interesting. b4 has been played quite a few games as well. We have also a very topical and very high-level game here with b4. there’s a game where Jan
Timman was playing White against Mikhail Tal played in 1988 which saw the very shocking Nb5 from Jan Timman.
And Mikhail Tal with the black pieces managed to soak up the pressure and eventually
it was quickly decisive. Let’s flick through this game as well. Quite interesting stem games in
this very topical Sicilian Najdorf. Mikhail Tal put a lot of pressure on e4
there and crashed through. Quite crushing this one. Na6 –
end of a game that was quite crushing game. So it seems Nb5 might
might not be sound from the evidence of that game. But here in this game we have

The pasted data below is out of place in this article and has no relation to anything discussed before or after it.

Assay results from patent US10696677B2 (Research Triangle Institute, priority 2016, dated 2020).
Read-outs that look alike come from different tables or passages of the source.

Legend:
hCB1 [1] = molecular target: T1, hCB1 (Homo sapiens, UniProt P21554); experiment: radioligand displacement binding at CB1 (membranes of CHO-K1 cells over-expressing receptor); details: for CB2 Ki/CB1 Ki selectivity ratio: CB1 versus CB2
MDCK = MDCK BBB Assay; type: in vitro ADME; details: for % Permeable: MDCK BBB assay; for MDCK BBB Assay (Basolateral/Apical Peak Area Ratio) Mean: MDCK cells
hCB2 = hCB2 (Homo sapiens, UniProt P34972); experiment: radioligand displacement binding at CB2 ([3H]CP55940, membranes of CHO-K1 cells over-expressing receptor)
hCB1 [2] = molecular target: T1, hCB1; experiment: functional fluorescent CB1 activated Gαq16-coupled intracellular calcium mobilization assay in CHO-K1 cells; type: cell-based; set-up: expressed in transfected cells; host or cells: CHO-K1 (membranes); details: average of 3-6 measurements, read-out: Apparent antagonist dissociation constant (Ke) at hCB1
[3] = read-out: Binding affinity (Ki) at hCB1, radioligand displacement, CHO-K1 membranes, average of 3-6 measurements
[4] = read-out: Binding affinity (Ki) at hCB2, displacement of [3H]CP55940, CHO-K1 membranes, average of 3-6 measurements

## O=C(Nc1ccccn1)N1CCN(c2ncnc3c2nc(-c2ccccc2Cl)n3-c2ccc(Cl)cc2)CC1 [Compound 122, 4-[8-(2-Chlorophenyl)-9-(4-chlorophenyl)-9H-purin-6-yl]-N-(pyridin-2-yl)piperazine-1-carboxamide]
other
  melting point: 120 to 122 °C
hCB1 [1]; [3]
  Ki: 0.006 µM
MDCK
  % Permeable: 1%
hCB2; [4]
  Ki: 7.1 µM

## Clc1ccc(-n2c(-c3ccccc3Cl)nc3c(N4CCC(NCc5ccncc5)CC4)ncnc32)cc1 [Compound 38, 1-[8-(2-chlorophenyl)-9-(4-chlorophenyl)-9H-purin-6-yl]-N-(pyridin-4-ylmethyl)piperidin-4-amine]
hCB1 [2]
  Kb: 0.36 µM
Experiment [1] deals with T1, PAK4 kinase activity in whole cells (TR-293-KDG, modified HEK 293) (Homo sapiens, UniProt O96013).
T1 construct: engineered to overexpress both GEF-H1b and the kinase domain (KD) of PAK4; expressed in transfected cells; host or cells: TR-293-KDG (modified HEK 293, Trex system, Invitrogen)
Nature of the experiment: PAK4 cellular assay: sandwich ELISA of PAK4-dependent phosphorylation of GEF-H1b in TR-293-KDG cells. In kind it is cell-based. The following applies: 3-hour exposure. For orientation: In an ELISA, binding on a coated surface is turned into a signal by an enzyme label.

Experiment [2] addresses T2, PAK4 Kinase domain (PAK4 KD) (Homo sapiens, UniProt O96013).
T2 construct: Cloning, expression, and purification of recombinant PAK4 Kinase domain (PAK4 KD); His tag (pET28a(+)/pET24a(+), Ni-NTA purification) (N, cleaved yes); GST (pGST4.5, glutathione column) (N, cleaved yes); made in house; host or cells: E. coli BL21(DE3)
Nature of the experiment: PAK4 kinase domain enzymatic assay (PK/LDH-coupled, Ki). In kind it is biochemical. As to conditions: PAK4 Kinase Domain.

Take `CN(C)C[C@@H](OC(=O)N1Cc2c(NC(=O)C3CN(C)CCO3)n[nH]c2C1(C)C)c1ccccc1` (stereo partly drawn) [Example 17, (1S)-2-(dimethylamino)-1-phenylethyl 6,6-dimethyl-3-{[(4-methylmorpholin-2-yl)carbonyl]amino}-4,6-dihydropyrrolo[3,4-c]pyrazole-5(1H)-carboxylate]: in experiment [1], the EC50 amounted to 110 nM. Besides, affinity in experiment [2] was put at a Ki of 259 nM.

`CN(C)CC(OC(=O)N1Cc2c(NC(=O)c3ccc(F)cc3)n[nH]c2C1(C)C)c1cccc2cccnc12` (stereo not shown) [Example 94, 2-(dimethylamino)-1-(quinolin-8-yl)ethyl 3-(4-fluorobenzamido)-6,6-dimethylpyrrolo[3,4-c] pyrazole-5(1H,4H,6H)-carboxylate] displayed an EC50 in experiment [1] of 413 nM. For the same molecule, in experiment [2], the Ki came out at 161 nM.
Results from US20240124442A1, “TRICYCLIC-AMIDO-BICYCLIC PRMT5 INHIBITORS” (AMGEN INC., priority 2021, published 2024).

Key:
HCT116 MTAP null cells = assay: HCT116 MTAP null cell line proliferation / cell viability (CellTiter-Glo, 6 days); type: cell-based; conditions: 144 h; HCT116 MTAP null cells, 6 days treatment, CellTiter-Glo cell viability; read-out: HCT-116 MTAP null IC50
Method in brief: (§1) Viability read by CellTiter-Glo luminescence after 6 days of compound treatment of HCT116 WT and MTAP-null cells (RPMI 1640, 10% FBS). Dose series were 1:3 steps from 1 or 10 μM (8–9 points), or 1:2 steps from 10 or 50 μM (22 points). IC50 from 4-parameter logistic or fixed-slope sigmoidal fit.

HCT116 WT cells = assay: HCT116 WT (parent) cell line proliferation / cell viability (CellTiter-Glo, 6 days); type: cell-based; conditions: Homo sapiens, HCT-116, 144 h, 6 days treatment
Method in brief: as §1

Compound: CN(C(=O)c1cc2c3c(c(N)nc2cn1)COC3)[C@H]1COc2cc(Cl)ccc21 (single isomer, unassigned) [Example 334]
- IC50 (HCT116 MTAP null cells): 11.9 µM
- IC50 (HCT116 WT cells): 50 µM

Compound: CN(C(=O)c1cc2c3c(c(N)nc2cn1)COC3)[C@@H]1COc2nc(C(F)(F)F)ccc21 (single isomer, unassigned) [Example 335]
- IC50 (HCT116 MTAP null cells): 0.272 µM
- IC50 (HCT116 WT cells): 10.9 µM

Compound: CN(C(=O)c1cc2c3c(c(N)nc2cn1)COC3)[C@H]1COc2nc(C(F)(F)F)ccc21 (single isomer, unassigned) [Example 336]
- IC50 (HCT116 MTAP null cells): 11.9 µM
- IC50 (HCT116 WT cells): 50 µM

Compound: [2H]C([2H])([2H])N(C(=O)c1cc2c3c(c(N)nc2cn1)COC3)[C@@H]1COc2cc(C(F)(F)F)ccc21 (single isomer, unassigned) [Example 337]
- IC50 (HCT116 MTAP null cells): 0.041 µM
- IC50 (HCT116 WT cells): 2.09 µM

G takes f6 from Leela so that’s the end of the theory.
And the two theoretical references I wanted to show you. So bxc3 Rg1 g6
here gxf6 is also possible but white gets it seems a small edge here
this position. If you look at it there’s quite good pressure on the d file. White has good control of c5 here so g6 Rg3 Nd7 e6. Now this it really started
to catch my attention. Okay the rooks attacked. Something has to be done about that. Bishop b7 but now isn’t this really scary for white to do?
Qxc3. White has if you look at the long-term aspects of the
position got a 3-1 pawn majority here on the Queen side. But in the short
term isn’t there’s something going on here? After Qxc3
Leela preserved the structure actually with this move Rxc3.